The state has reported the second highest number of cases in the country but has one of the lowest death rates (0.72 per cent). This is remarkable in so many ways. What could be the reason for such a low rate? High testing could be one of the most important factors.
Tamil Nadu has tested 4,31,739 people (40,000 more than Maharashtra) and reported 17,728 cases (three times less than Maharashtra). That means that it has found 4 positives for every 100 tests. This rate is also one of the lowest in the country. Imagine if it had also conducted less number of tests like Maharashtra or Gujarat, its mortality rate would’ve been much higher.
If there is a model state for testing in India, it has to be Tamil Nadu. Others should definitely look at it and emulate its method.
Rajasthan is also a leader in testing. It has conducted 3,37,159 tests and found 7,536 positive cases (2.26 positives per 100 tests which is even lower than Tamil Nadu). The state did 35,822 tests in the first week of May (which was already high). In the last one week, it has ramped up testing to 82,620 (more than doubled). While it was finding anywhere between 100-150 positive cases per day from 1 to 7 May, in the past one week, that figure has only increased to 250-300 positives a day keeping the cases found per 100 tests rate at almost the same level.
Thanks to doing a good amount of testing, it is able to detect a lot of positives. While this may show high numbers overall, it gives us a mortality figure closer to reality. the death rate in Rajasthan is 2.24, significantly lower than what we are seeing in other states including neighbouring Madhya Pradesh.
MP has reported 7,024 cases as of yesterday (26 May), only 500 odd cases less than Rajasthan but the testing in the state pales in comparison to its neighbour. MP has conducted only 1,41,508 tests so far. Rajasthan has done more than double this number - 3,37,159 tests in total. No wonder that MP is finding fewer positives and its death rate is almost double that of Rajasthan. (One is not even counting the under-reporting especially in a hotspot like Indore as one local Hindi daily has reported.)
Also, notice this. While Rajasthan has doubled the number of tests in the last 20 days, MP is testing in the same range today as it was in the first week of May.
Apart from Maharashtra and Madhya Pradesh, Delhi has also been reported by the media as one of the states which may not be telling us real figure of deaths.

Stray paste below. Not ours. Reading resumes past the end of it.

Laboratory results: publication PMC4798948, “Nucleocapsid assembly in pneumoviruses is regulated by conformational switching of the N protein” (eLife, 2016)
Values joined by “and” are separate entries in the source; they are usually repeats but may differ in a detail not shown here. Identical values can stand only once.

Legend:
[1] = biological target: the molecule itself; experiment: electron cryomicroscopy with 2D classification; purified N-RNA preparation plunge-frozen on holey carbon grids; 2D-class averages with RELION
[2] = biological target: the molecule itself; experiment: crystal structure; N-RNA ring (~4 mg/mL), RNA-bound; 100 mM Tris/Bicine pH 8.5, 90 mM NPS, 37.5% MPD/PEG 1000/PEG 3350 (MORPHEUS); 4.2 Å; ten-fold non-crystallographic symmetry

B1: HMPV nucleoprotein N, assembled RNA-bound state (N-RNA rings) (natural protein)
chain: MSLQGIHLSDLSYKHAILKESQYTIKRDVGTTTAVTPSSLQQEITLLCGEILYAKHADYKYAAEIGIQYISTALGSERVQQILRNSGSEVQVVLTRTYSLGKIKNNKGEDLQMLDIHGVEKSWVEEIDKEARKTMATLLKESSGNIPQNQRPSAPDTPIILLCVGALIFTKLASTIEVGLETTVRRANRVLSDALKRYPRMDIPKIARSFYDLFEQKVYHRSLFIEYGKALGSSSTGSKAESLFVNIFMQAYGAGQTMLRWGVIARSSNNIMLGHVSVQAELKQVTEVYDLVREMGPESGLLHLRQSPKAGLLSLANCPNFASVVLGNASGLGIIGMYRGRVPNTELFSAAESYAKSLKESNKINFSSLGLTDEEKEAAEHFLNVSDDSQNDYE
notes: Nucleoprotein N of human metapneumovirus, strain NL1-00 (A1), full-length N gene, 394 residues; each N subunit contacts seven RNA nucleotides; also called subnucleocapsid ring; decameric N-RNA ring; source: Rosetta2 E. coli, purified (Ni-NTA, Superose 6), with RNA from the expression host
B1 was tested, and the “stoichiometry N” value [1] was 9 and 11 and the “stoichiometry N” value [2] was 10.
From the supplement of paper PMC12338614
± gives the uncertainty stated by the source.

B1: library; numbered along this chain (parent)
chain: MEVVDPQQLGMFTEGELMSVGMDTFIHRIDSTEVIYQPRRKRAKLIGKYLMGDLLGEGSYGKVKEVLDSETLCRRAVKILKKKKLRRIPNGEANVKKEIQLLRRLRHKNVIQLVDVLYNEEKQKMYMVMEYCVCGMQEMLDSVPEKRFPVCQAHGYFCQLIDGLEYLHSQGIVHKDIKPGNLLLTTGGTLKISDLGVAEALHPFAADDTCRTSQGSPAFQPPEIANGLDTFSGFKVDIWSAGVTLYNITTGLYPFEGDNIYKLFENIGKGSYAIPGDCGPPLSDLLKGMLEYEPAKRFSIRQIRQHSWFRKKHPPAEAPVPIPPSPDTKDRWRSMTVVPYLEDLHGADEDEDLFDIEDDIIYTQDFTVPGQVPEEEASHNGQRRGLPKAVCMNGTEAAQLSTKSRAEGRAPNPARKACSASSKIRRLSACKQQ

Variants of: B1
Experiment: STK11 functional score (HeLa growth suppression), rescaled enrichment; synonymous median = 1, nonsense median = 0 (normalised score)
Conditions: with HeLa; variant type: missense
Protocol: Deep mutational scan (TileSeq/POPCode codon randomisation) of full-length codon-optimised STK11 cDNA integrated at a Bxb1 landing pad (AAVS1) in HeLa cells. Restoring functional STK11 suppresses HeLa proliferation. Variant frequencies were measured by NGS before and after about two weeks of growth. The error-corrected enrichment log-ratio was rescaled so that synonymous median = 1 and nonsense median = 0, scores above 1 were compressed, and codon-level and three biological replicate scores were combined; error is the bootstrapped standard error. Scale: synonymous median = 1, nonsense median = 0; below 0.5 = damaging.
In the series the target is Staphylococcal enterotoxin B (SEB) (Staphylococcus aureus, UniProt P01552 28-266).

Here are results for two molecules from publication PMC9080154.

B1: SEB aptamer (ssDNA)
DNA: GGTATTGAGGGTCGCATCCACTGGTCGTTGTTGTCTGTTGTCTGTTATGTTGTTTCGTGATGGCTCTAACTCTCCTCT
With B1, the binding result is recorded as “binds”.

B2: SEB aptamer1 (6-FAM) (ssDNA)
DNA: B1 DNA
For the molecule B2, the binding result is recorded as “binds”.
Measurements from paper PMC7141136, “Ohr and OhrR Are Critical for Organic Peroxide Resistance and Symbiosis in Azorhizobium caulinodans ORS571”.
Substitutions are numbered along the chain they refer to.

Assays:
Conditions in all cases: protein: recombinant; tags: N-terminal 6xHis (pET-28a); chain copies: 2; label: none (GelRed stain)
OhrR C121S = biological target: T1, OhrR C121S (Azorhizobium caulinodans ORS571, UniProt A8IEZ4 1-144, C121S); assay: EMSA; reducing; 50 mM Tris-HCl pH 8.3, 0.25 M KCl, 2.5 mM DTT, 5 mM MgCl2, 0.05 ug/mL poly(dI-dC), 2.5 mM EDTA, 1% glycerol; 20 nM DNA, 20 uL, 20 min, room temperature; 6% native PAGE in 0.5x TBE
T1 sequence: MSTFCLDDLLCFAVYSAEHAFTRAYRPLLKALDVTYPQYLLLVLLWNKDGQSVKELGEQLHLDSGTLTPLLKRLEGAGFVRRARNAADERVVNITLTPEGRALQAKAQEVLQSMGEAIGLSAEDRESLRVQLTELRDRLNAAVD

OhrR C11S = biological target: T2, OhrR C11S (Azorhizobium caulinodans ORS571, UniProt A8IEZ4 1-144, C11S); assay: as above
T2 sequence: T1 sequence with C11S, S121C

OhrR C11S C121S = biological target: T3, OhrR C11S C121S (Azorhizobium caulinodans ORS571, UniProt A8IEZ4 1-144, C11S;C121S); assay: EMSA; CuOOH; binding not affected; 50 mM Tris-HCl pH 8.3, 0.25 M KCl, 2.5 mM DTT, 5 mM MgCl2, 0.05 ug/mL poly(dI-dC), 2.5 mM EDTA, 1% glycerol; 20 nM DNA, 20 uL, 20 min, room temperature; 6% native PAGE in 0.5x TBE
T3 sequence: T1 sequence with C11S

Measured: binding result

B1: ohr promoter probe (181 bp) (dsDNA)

Testing in the national capital remains subpar. Only 1,78,579 tests have been done and there are 14,465 positive cases (8 positives per 100 tests - four times the rate we see in Rajasthan and twice that of Tamil Nadu - two leaders in testing.
It has also not ramped up testing since the beginning of the month. It’s testing around 5,000 people per day, up by 1,000 from the first week of May. The death rate remains at 2 per cent which is remarkable but as the investigation of cremation and burials by Dainik Bhaskar shows, the Kejriwal government is underreporting death figures by more than a factor of 4 (when Delhi government was telling that only 68 people have died due to Covid-19, Bhaskar investigation found that the number was around 300). If that’s the case, the actual death rate in Delhi could be close to what we are seeing in Gujarat.
Since Delhi is not conducting enough number of tests, it has to hide data about deaths to keep the mortality figure low.
What the above data suggests is that overall official figures about Covid-19 in India - whether total cases, total deaths, etc - can not be taken at face value except for a couple of states (Andhra Pradesh is also doing great on the testing front).
Moreover, we should not be too excited by the total number of total tests carried out daily in the country because clearly a few states could be skewing the numbers.
The bottom line is there is no point in looking at the national dashboard and track cases, deaths, etc. The centre would be better off not devising any policies based on these numbers coming from states. Probably, it has realised it already and is thus letting the states devise their own lockdown policies.